Smart Cities: The Way To Build a Sustainable World
Today, more than half of the world’s population lives in cities, and by 2025, this figure is expected to reach 70%. This rapid urbanization process has led to numerous problems, such as high energy consumption, carbon emissions, pollution, social inequality, and traffic congestion. A long list of challenges that are included in the Sustainable Development Goals of the 2030 Agenda, which places the development of smarter and more sustainable cities as a key issue.
Smart cities provide a solution to address the problems arising from rapid urbanization, driving transformation, innovation, and improving social aspects. They rely on digital infrastructure to build smart buildings, transportation systems, public services, etc. Disruptive technologies such as IoT and AI are key to ensuring the success of smart cities. We explain why.
What is a Smart City?
A smart city is defined ad a complex and interconnected system that uses new technologies (ICT) to create better infrastructures with the goal of managing the proper functioning of the essential aspects of a city, from transportation to the use of energy resources, sustainability, and improvement of the urban or commercial structure.
Basically, it is a smart network of sensors and connected objects that transmit data using the Cloud. The IoT applications that receive this data analyze this information, and manage it to improve the quality of life of citizens. All in real-time.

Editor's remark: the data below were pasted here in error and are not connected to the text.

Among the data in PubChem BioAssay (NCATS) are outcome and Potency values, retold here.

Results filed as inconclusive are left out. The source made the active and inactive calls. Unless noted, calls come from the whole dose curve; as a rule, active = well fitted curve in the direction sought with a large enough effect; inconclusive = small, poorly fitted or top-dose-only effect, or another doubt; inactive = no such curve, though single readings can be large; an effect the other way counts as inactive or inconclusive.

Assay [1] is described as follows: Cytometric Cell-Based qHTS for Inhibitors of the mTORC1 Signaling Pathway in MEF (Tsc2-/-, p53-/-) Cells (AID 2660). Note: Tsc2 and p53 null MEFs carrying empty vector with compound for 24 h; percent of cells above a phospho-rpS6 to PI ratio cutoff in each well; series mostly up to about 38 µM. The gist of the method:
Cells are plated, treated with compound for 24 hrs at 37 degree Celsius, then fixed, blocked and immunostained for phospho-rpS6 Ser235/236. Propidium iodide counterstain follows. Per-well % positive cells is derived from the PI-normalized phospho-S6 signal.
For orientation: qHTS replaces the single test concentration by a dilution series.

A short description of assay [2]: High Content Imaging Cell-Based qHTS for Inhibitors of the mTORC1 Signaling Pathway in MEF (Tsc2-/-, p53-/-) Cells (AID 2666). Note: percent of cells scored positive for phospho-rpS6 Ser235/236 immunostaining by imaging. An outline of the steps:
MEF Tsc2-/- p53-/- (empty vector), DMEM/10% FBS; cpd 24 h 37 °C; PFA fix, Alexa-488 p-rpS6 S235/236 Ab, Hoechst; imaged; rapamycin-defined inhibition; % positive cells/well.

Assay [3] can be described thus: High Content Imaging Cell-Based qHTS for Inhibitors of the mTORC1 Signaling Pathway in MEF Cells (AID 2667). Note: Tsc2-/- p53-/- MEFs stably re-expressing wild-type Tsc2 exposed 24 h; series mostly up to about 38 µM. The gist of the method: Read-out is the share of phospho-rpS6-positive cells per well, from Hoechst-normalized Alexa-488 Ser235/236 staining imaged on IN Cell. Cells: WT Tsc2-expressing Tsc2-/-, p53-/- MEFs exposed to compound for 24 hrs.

Sustainable Smart Cities
Smart cities are the way forward to improve the lives of citizens while achieving a sustainable city model. They improve operational efficiency, as well as urban services and competitiveness, in addition to addressing the economic, social, and environmental challenges we face today and in the future.
The Challenges of Sustainable Smart Cities
The challenges that smart cities face are numerous, the biggest one being to achieve a telecommunications infrastructure that is stable, secure, reliable and interoperable so that it can support at a large scale.
Thanks to breakthroughs in technologies such as IoT, AI, networking, and 5G, the expansion of smart cities around the world has become much easier. These technologies can address major issues such as urban mobility and city saturation, as well as security, transparency, inclusiveness, and energy efficiency, among many others.
An example is our CITYPLAIN project, a technological application created for the standardization and integration of urban and architectural design processes, capable of designing affordable housing in urban districts, as well as their general systems. Moreover, following functional, environmental, and socio-economic indicators.
IoT and AI Applied in Smart Cities
At the rate at which cities are growing, it is expected that following the overall population growth, urbanization will add another 2.5 billion people by 2040. Fortunately, almost 200 countries have already committed to sustainable growth targets and IoT or Artificial Intelligence are key to making sure we meet them.